Tue, 29 January 2019
If the surgeon about to operate on you has been disciplined for neglecting patients, wouldn’t you like to know? Well, the mandarins of the European Union privacy lobby beg to differ. Google has been told by a Dutch court not to index that story, and there seems to have been a six-month lag in disclosing even the court ruling. That’s part of this week’s News Roundup. Gus Hurwitz and I are appalled. I tout my long-standing view that in the end, privacy law just protects the privileged. Gus agrees.
In other news, the Illinois Supreme Court has demonstrated how bad Illinois’ biometric privacy law is—by the simple expedient of applying it the way it’s written.
Dr. Megan Reiss and I air our ambivalence about the latest site hosting collections of doxed messages. We lack enthusiasm for indiscriminate doxing of the kind highlighted on Distributed Denial of Secrets, but if it’s got to happen, it couldn’t happen to a nicer Russian dictator.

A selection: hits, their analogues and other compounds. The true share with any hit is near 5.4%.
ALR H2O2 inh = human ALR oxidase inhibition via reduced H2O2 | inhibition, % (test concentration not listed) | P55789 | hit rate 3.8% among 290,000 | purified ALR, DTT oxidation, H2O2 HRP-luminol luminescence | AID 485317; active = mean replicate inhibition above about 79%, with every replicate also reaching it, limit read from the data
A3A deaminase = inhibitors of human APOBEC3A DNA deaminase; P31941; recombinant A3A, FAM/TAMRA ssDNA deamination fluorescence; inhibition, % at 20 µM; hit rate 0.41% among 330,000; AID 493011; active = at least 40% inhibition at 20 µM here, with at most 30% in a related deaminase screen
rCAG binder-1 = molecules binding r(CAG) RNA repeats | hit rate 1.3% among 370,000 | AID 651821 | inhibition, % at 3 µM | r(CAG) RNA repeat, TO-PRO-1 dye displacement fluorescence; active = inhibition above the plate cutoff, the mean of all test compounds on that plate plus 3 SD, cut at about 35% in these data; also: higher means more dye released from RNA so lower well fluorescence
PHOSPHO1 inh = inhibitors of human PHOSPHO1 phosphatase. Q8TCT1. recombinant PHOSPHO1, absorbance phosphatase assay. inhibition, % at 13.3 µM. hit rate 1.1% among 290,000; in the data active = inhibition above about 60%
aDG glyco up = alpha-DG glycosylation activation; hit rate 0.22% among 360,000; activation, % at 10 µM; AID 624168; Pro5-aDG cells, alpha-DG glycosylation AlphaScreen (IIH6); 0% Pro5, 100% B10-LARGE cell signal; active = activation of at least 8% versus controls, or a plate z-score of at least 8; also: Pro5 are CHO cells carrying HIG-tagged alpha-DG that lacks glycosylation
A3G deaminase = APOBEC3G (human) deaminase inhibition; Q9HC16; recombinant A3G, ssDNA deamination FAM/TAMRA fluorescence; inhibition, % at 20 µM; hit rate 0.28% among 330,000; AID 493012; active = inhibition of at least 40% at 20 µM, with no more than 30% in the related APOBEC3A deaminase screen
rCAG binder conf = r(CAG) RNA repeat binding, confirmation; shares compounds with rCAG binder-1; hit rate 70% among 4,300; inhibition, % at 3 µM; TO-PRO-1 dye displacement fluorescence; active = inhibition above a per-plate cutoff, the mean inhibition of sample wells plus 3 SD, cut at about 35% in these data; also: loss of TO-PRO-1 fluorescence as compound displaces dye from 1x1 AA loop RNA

Nick and I debate YouTube’s latest algorithmic tweak to avoid recommending “borderline” material. He notes that the algorithm used to push people to extremes. I note that this is a suspiciously good way for YouTube Social Justice Warriors to suppress videos they don’t like but can’t actually show to be violating YouTube’s terms of service.
Speaking of which, maybe the real singularity is when Silicon Valley joins forces with Beijing to produce new technology that will suppress the peasants once and for all. If so, the singularity is nigh, as a Chinese app allows you to identify people around you who deserve to be shamed.
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The views expressed in this podcast are those of the speakers and do not reflect the opinions of the firm.